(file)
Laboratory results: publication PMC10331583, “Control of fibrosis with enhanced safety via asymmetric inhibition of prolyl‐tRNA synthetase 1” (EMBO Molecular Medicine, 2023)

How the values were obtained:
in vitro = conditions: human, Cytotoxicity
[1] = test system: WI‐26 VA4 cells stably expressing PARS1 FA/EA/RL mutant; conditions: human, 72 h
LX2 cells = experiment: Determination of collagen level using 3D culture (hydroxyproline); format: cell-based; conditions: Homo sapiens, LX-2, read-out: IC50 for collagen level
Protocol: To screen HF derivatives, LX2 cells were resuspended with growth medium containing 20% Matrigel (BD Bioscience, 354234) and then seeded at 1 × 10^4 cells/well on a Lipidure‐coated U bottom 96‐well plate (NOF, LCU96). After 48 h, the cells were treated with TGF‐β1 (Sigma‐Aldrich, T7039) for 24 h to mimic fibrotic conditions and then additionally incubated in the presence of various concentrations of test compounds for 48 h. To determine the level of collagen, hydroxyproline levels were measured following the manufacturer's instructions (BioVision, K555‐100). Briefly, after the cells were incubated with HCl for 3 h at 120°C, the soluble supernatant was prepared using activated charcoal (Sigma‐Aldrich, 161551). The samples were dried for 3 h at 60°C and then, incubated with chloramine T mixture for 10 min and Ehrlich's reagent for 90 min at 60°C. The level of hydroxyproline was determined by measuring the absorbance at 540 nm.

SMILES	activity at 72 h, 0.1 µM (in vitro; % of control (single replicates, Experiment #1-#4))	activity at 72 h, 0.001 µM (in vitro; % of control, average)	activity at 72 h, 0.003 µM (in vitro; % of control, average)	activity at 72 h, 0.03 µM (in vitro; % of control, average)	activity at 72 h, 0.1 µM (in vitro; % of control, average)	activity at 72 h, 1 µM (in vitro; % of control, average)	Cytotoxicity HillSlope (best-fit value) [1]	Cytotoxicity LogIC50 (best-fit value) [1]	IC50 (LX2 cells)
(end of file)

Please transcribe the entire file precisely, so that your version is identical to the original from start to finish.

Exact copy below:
Laboratory results: publication PMC10331583, “Control of fibrosis with enhanced safety via asymmetric inhibition of prolyl‐tRNA synthetase 1” (EMBO Molecular Medicine, 2023)

How the values were obtained:
in vitro = conditions: human, Cytotoxicity
[1] = test system: WI‐26 VA4 cells stably expressing PARS1 FA/EA/RL mutant; conditions: human, 72 h
LX2 cells = experiment: Determination of collagen level using 3D culture (hydroxyproline); format: cell-based; conditions: Homo sapiens, LX-2, read-out: IC50 for collagen level
Protocol: To screen HF derivatives, LX2 cells were resuspended with growth medium containing 20% Matrigel (BD Bioscience, 354234) and then seeded at 1 × 10^4 cells/well on a Lipidure‐coated U bottom 96‐well plate (NOF, LCU96). After 48 h, the cells were treated with TGF‐β1 (Sigma‐Aldrich, T7039) for 24 h to mimic fibrotic conditions and then additionally incubated in the presence of various concentrations of test compounds for 48 h. To determine the level of collagen, hydroxyproline levels were measured following the manufacturer's instructions (BioVision, K555‐100). Briefly, after the cells were incubated with HCl for 3 h at 120°C, the soluble supernatant was prepared using activated charcoal (Sigma‐Aldrich, 161551). The samples were dried for 3 h at 60°C and then, incubated with chloramine T mixture for 10 min and Ehrlich's reagent for 90 min at 60°C. The level of hydroxyproline was determined by measuring the absorbance at 540 nm.

SMILES	activity at 72 h, 0.1 µM (in vitro; % of control (single replicates, Experiment #1-#4))	activity at 72 h, 0.001 µM (in vitro; % of control, average)	activity at 72 h, 0.003 µM (in vitro; % of control, average)	activity at 72 h, 0.03 µM (in vitro; % of control, average)	activity at 72 h, 0.1 µM (in vitro; % of control, average)	activity at 72 h, 1 µM (in vitro; % of control, average)	Cytotoxicity HillSlope (best-fit value) [1]	Cytotoxicity LogIC50 (best-fit value) [1]	IC50 (LX2 cells)